If it’s bug season you can take a bivy like the Enlightened Equipment Recon Bivy. At around 6.6 oz you will have a floor and insect protection. It can also help offset the fear of snakes and spiders. Another option is a waterproof bivy such as the Outdoor Research Stargazer Ascentshell Bivy. With a waterproof bivy you’re wrapping up a floor, bug protection, and rain protection into one ~19 oz item. There’s a simplicity to this option that is very appealing. No need to fuss with a tarp in the middle of the night.
It pays to bring along a minimalist waterproof shelter that you can quickly set up, even if rain is unlikely. The Zpacks Pocket Tarp w/ Doors is my personal favorite backup tarp at only about 6 oz. Though small, it has 4-sided protection which I appreciate immensely. A simple tarp like the 7.5 oz Gossamer Gear Solo Tarp is also another excellent option.
There are plenty of other tarp options, but the bottom line is that if you are cowboy camping often then you are probably in a place with intermittent weather, so your shelter probably does not need to be super substantial. Your backup shelter will not be a three-season dome tent or a double-wall pyramid style shelter. Your shelter will be a minimal tarp with either four-sided, three-sided, or two-sided protection.
And because cowboy camping often relies on natural shelters as part of your system, a cheap, flat tarp actually makes a lot of sense. If you’re next to a rock wall or a tree, you may only need to block the rain from one side in the middle of the night with a lean-to design. Or if the rain is very light, maybe you will simply roll up in your flat tarp like a burrito until it passes.
Most of the cowboy camping I’ve done has either been in the ridiculously arid parts of southern Utah and northern Arizona where it almost never rains. Here, I mainly look for flat campsites and sleep best when my pad is as level as possible. Sand is good because you can sculpt it if need be to achieve flatness. Because you don’t have to set up a shelter or pound in stakes, you now have the option of camping on rock too, which can actually be very comfortable.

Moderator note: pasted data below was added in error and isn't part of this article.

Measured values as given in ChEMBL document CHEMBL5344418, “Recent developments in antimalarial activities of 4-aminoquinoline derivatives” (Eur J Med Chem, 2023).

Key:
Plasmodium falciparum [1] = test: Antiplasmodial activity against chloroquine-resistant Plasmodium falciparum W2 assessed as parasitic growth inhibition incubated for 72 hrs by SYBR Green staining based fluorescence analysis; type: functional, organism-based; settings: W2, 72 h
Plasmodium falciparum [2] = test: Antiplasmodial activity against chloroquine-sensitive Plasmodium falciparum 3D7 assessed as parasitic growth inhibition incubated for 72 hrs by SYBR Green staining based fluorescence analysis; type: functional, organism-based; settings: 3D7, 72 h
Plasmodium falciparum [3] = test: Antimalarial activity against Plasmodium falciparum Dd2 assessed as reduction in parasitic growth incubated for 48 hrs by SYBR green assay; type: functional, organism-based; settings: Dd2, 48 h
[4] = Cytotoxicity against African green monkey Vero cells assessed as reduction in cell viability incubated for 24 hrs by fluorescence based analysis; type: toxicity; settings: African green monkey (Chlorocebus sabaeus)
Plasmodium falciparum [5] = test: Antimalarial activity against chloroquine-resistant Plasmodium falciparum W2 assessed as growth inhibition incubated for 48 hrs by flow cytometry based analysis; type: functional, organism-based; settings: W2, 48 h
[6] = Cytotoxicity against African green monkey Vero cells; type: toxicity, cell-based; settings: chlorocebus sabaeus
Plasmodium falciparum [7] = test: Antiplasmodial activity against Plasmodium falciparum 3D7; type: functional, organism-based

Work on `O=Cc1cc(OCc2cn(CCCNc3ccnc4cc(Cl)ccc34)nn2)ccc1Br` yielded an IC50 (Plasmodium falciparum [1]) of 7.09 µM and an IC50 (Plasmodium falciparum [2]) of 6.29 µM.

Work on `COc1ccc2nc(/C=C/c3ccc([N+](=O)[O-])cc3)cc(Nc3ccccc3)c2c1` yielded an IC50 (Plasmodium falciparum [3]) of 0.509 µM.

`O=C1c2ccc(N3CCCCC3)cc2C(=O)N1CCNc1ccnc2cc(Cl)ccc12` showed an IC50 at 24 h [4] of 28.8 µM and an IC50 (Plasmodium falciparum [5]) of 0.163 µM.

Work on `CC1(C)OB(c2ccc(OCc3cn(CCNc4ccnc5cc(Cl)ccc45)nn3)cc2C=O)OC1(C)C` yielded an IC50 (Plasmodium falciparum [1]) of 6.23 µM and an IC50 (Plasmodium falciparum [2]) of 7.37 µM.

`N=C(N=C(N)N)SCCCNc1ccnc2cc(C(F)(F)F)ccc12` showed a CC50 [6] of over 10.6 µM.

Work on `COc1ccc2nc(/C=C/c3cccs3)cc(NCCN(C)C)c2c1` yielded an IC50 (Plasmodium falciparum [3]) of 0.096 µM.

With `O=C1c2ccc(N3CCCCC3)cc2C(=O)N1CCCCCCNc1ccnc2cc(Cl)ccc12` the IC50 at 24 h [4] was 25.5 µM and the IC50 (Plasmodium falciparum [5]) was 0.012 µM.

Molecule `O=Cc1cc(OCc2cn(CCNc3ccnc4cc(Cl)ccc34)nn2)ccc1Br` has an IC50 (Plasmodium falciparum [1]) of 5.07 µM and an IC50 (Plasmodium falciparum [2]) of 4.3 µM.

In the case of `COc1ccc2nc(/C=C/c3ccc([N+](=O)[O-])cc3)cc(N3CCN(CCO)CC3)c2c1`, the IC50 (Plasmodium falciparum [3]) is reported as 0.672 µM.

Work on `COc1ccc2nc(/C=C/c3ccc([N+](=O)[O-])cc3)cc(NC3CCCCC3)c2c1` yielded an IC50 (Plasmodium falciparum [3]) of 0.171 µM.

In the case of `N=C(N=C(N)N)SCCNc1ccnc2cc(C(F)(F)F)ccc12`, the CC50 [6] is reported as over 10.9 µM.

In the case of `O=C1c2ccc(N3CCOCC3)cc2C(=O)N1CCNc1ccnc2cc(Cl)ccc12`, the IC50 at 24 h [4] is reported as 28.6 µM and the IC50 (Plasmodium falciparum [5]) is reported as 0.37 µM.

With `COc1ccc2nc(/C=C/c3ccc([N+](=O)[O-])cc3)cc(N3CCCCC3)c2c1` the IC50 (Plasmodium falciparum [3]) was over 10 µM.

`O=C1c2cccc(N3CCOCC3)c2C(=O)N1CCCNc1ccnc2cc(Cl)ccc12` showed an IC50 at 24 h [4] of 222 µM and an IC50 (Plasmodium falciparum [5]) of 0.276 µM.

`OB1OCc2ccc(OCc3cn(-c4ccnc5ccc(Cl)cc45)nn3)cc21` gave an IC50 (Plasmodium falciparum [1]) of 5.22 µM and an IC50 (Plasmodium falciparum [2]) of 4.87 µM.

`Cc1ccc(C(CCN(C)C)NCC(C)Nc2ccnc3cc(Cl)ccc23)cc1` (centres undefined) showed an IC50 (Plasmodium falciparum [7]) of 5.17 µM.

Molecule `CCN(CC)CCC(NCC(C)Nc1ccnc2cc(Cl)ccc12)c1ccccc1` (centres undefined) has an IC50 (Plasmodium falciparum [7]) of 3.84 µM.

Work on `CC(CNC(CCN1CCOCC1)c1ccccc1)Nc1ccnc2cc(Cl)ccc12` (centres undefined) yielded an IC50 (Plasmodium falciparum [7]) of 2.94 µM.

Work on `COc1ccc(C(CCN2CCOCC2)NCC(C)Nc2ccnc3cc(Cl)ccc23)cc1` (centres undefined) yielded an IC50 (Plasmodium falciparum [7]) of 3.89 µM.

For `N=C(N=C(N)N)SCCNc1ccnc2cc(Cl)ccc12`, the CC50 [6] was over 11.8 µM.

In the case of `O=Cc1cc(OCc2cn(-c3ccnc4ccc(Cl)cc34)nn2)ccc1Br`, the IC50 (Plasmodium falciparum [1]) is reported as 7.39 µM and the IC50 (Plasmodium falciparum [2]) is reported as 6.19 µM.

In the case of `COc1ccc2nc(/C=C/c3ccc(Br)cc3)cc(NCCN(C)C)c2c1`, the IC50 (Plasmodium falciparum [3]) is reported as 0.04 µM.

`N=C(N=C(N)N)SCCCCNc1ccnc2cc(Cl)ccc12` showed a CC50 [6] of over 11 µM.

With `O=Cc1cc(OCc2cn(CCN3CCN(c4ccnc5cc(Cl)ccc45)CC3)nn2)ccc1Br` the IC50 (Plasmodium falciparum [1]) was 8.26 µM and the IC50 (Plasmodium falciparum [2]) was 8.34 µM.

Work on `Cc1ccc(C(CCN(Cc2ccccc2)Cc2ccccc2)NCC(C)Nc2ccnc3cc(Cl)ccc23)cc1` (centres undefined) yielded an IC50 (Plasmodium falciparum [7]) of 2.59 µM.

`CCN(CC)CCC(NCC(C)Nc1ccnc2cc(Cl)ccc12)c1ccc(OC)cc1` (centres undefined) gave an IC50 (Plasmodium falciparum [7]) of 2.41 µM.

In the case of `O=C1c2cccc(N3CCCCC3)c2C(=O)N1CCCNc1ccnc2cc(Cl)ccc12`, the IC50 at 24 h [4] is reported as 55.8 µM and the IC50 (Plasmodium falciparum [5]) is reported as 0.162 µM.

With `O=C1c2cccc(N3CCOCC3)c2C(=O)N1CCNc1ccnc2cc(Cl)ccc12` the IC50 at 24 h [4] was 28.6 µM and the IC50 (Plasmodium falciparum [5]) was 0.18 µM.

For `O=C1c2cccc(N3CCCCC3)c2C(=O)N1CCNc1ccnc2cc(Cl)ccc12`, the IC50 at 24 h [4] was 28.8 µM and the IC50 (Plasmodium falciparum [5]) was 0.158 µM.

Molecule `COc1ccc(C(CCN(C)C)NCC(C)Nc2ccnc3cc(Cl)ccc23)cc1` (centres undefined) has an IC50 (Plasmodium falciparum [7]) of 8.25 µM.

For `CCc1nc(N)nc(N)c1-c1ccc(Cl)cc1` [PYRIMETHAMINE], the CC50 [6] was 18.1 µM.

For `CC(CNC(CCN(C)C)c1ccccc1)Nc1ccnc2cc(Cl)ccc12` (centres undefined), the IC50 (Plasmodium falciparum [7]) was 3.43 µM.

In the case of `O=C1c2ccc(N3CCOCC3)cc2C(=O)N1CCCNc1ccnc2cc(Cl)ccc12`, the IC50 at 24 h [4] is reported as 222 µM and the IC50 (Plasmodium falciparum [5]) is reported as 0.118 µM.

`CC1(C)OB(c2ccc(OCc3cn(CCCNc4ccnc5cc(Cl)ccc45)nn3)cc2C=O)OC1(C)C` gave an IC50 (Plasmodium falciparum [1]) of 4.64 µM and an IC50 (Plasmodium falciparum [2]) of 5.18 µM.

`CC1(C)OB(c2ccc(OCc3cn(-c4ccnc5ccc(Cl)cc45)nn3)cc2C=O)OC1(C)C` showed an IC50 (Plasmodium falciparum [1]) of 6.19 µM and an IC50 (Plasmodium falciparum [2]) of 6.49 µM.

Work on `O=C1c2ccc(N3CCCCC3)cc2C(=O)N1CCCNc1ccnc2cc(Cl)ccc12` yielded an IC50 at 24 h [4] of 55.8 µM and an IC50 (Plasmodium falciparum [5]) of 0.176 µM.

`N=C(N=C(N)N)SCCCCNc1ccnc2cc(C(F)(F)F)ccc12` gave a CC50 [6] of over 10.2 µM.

But when I’m moving fast and don’t know much about the forecast, I try to tuck under a tree, in an alcove, or next to a boulder. These partial shelters will block some rain, and more importantly, some wind which can sometimes keep me awake. If you’re a light sleeper like me, the light breeze on your face while cowboy camping can be enough to make it pretty unpleasant. Finding natural shelters to block the wind cuts down this risk significantly.
Cowboy Camping may not be for everyone, but if you’re feeling an aversion to it, don’t discount it too quickly. Not only can it increase the efficiency of your fast and light trips, but it could provide you with a more immersive experience of nature, one that will last well into your work week. You will see more shooting stars than you would in a tent. Maybe even a UFO if you’re lucky. You will feel a breeze on your face. You may see a deer walk right beside you. There may be something you could learn about your own fears and anxieties by sleeping out under the night sky. And through this immersive experience, maybe some of those fears and anxieties will dissolve.